Thursday, November 11, 2010

Warren Zevon: Excitable Boy (A Review)

Warren Zevon's 1978 album, Excitable Boy, might be one of the best albums to come out in the 1970's. At the very least it's a necessary antithesis to the mellow SoCal sound of The Eagles and Jackson Browne. The songs on the album have all the Zevon trademarks; flair, biting dark humor, and a wonderful collection of antiheroes.

The album opens with “Johnny Strikes Up The Band” which is kind of tribute to Rock N' Roll.

“Roland The Headless Thompson Gunner” is Zevon showing off his intelligence with a dynamic piece of historical fiction that was co-written with David Lindell, an ex-soldier of fortune. The song is a dark ballad about a mercenary seeking revenge against the man who killed him deep in the Congo. “Time, time, time for another peaceful war/ Norway's bravest son/ But time stands still for Roland 'til he evens up the score.” When the now headless Roland finally tracks down his murderer, “Roland aimed his Thompson gun - he didn't say a word/ But he blew Van Owen's body from there to Johannesburg”. Unfortunately for Roland, killing Van Owen doesn't end his torment and his is forced into an afterlife of mercenary work including a strange run in with Patty Hurst.

Next up is the classic tune “Excitable Boy” which in grotesquely humorous tale of a boy and his obsessions.

“Werewolves of London” is Zevon's most famous song. It's also possibly one of the silliest videos ever made. The song is a comedic tale of a stylish werewolf loose in London. He eats beef chow mein, has a tailor, and even drinks pina coladas at Trader Vic's. “ahhhooooo werewolves of London/ Draw blood.”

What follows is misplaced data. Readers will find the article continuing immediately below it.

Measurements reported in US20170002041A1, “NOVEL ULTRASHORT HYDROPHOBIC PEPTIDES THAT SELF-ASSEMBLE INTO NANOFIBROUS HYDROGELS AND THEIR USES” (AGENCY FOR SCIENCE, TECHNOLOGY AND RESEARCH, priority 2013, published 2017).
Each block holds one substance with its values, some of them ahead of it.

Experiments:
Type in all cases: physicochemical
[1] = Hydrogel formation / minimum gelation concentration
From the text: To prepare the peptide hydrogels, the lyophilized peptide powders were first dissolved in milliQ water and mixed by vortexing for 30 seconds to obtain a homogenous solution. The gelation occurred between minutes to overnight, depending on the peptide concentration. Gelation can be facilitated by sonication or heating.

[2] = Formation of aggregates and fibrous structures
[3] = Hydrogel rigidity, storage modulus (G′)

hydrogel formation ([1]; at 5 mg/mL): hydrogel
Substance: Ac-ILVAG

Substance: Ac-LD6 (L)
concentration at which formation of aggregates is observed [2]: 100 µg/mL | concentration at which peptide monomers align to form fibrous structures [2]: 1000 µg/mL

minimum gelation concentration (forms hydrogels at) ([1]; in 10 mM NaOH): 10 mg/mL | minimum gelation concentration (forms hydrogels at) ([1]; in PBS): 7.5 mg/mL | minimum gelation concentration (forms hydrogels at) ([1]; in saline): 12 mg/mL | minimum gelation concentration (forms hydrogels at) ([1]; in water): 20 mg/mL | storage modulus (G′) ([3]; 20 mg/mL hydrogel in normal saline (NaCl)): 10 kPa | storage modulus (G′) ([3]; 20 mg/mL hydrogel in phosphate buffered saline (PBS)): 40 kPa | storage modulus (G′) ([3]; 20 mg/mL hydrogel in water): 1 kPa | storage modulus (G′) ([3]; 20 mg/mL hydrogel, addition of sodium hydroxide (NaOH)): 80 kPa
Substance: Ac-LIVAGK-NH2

After the comedy comes the heartbreak. “Accidentally Like a Martyr” is one of Zevon's best songs. “We made mad love/ Shadow love/ Random love/ And abandoned love/ Accidentally like a martyr/ The hurt gets worse and the heart gets harder.” The song was notably covered by Bob Dylan and also provided him with the title of his 1997 release Time Out Of Mind.

“Nighttime In The Switching Yards” is Zevon getting down and funky, including a fat bass line and a full-on P-funk guitar riff.

“Veracruz” takes the album in another direction. Opening with the line “I heard Woodrow Wilson's guns”, the song is another piece of historical fiction. The song is about the occupation of Veracruz by the United States military in 1914. President Wilson had ordered the Navy and Marines to take control of the port and city after he received word that Germany was sending weapons to Victorino Huerta, who had taken control of the Mexican Government, much to the displeasure of Wilson. Ironically the arms shipment to Mexico, originated from the Remington Arms company in the United States. The guns and ammunition were shipped from Hamburg, Germany, to Mexico allowing Remington Arms a means of skirting the American arms embargo. Showing yet again, that capitalism always beats out nationalism.

“Tenderness on the Block” is possibly the least interesting song on the album. It's a quick and simple song about a young girl coming of age.

Excitable Boy ends with an anthem and Hunter S. Thompson's theme song, “Lawyers, Guns, and Money.” The narrator of the song finds trouble at every turn, whether he's taking home a waitress who happens to be affiliated with the Russians (before the fall of communism), gambling in Havana, or hiding out in Honduras. But like any crafty and desperate man, he keeps going even when he's “stuck between a rock and a hard place/and down on my luck”. He's also smart enough to ask for help when things get truly desperate, “Send lawyers, guns and money/The shit has hit the fan.”

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